The unique genomic configuration of CDT2 and INTS7, though presumed as having a different genomic function, prompted us to investigate whether the CDT2-INTS7 intergenic region could act as a bidirectional promoter, capable of coordinating the expression patterns of the two genes. In the present study we investigated whether the region shared by the two genes could possibly regulate bi-directional transcription, and that E2Fs could play a critical role solely in the regulation of CDT2. In addition, we planned to elucidate if the tissue and developmental expression patterns differed between CDT2 and INTS7, and also differed between human and rodent. If proved, our data might thus provide the first evidence that two genes, involved in DNA replication and transcription, respectively, could share a bidirectional promoter but have different regulatory mechanisms.

Results

In silico and molecular analyses of the mammalian CDT2-INTS7 intergenic region

Sequence alignment of mammalian CDT2 and INTS7 intergenic region derived from human, chimpanzee, canine, feline, bovine, mouse, and rat sequences showed that the two genes had head-to-head orientation with high sequence identity (Fig. 1A, sequence identity marked by asterisks). The nucleotide length of the intergenic region was 246, 245, and 181 base pairs for human, mouse, and canine, respectively (Fig. 1A, bent arrows denote the transcriptional start sites of CDT2 and INTS7). In silico analyses with Transfac software (threshold >85) revealed that the region surrounding the CDT2-INTS7 intergenic region contained four putative E2F consensus sites (denoted E2F A∼D) (Fig. 1A, dotted boxes). In addition, Sp1 (threshold 91), NF-Y (threshold 90), CREB (threshold 100), and Myb (threshold 88) consensus sites were identified at the vicinity of the transcriptional start site of the CDT2 gene (Fig. 1A). Among four putative human E2F consensus sequences, E2F A and B were seen to locate downstream of the transcriptional start site of human INTS7, while E2F C and D clustered in proximity just upstream of the transcriptional start site of human CDT2 (Fig. 1A). Sequence comparison of four putative E2F consensus sequences among seven mammalian species revealed that E2F A and C were relatively well conserved during evolution, while E2F B and D were variable (Fig. 1B).

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Figure 1. In silico analysis of the CDT2-INTS7 intergenic region.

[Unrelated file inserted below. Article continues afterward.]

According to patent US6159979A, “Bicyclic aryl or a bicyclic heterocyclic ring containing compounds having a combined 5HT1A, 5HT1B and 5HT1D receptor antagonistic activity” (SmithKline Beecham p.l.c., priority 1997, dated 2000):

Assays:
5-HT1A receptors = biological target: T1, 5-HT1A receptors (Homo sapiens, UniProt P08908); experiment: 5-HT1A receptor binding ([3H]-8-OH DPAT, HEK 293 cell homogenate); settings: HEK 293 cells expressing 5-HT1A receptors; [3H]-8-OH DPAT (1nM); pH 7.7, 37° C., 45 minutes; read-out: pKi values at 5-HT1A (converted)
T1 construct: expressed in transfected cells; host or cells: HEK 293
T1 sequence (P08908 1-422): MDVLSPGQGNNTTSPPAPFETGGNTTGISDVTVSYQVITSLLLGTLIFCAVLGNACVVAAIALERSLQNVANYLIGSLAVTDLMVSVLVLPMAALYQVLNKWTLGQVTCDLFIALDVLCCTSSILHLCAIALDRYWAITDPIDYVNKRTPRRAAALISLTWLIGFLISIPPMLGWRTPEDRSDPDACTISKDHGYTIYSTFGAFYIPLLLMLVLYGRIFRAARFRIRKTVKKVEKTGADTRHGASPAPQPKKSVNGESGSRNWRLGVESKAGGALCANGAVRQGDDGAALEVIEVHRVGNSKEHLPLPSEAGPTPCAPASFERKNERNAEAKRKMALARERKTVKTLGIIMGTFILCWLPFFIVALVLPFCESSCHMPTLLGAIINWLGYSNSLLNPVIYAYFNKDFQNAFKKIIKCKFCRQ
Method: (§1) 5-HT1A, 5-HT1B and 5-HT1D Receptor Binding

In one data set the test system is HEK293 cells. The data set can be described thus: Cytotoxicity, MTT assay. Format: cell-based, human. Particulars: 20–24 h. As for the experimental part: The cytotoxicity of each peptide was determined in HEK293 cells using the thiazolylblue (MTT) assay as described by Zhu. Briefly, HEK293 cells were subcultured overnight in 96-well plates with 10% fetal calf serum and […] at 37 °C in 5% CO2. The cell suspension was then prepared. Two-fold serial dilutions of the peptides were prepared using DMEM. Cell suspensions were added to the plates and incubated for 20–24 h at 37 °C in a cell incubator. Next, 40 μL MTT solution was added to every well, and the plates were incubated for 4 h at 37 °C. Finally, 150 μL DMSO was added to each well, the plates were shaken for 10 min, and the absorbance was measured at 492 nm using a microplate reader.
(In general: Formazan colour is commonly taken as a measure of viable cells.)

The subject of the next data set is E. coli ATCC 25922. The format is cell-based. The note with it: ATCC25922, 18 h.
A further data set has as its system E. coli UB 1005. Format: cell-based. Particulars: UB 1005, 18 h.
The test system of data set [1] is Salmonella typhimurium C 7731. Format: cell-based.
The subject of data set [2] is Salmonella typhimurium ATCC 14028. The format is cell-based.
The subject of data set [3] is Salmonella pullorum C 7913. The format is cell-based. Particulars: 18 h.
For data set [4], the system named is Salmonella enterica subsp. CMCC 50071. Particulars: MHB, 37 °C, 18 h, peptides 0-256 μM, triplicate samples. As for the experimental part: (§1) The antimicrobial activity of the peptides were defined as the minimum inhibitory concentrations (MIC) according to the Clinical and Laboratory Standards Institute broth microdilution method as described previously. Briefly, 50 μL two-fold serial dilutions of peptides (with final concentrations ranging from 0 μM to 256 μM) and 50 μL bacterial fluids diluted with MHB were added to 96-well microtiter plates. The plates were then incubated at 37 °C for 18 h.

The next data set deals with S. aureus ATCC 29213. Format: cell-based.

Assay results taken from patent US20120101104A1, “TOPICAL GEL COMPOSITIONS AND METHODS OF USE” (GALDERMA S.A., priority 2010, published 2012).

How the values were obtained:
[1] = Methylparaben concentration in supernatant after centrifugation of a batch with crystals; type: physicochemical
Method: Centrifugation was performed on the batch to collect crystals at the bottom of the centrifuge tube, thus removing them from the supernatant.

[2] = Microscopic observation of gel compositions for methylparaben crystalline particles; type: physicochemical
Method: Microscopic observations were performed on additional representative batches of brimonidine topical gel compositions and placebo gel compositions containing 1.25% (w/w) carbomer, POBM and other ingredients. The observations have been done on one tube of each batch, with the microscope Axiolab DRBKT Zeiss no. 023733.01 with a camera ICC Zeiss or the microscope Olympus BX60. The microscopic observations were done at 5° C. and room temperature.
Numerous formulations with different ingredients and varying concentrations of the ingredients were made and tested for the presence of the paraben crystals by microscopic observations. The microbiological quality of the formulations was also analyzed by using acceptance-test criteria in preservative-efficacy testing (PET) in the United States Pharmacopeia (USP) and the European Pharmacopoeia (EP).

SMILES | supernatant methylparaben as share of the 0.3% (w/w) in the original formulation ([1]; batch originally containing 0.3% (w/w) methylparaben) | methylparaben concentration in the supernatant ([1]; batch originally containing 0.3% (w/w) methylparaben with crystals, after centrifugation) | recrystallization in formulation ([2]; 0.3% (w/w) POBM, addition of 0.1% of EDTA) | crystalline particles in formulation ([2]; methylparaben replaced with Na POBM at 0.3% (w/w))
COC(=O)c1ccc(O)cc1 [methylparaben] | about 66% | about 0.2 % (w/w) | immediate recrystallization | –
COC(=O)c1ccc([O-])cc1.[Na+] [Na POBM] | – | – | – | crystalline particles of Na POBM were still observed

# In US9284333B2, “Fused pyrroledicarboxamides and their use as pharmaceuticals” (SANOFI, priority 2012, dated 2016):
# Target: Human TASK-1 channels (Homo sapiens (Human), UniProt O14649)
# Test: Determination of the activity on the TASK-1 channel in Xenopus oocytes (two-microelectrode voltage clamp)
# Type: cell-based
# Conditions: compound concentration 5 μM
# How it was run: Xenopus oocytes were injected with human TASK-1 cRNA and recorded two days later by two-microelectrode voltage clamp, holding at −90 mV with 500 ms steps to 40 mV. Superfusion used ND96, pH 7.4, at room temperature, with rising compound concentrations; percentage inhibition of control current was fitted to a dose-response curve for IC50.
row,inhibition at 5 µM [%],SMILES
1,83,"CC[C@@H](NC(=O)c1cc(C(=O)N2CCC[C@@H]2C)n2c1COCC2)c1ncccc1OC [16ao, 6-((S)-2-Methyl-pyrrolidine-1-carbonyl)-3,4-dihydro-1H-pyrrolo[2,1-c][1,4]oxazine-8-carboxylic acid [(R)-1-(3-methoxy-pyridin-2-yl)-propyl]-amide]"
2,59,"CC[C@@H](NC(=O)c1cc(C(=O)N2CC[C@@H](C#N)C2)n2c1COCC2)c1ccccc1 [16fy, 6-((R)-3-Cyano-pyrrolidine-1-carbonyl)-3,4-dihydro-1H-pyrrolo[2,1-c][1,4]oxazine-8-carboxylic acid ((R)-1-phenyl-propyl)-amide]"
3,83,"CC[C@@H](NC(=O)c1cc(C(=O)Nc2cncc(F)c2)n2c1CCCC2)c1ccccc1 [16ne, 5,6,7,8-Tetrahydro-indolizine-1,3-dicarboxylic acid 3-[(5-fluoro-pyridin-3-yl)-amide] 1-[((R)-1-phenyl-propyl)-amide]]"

(A) Nucleotide sequence of the intergenic region of CDT2 and INTS7 genes. The sequences of seven mammalian genes are aligned and conserved nucleotides are marked with asterisks under the alignment. The bent arrows indicate the transcription start sites and direction of human genes (5′-CGATA— and 5′-AGCGC— for CDT2 and INTS7, respectively), canine genes, (5′-TCAGT— and 5′-AACAG— for CDT2 and INTS7, respectively), and mouse genes (5′-GGCGG— and 5′-CGCGG— for CDT2 and INTS7, respectively). The bent arrows positioned on the sequences are for CDT2. The bent arrows positioned under the sequences are for INTS7. Transfac software (threshold >80) predicts four E2F consensus sites (E2F A∼D, marked with dotted boxes), and Sp1 (5′-GAGGCGGGGA), NF-Y (5′-AAGCCAATCAG), CREB (5′-TGACGTCA), and Myb (5′-CCAAACTGAC) transcription factor-binding sites (marked by arrows with dotted lines). (B) Computer predicted threshold (Transfac software) of E2F A∼D were summarized for seven mammalian genes.

https://doi.org/10.1371/journal.pone.0001484.g001

We first verified the promoter activity of the entire human, mouse, and canine intergenic regions, then we checked our hypothesis whether E2F1 could regulate CDT2 expression. For this purpose, we analyzed the promoter activity of the −363/+1, −335/+32, and −312/+54 intergenic region of human, mouse, and canine sequences, respectively (Fig. 2A, in which the transcription start site of CDT2 is designated as +1), by using firefly luciferase as the reporter gene. This region was PCR-amplified from genomic DNA. The fragment was then ligated in the CDT2 direction into the promoterless pGL3-Basic vector upstream of the luciferase coding region. Transient transfection assays in A549 cells revealed that the cloned genomic fragment was sufficient for the expression of the firefly luciferase gene. By comparison with the activity of the pGL3 vector alone normalized as 1, the human, mouse, and canine genomic fragments increased the luciferase activity by approximately 50-, 300-, and 100-fold, respectively, in the CDT2 direction (Fig. 2B). Co-expression of the E2F1 expression vector with the pGL3 vector series showed that human, mouse, and canine genomic fragments were responsible for ectopic E2F1 expression by approximately 12-, 3-, and 7-fold, respectively, compared to the activity obtained with pcDNA3 normalized as 1 (Fig. 2C). Taken together, these results indicate that the mammalian intergenic region could be a CDT2 promoter and is regulated by E2F1.

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Figure 2. Promoter analysis of the CDT2-INTS7 intergenic region.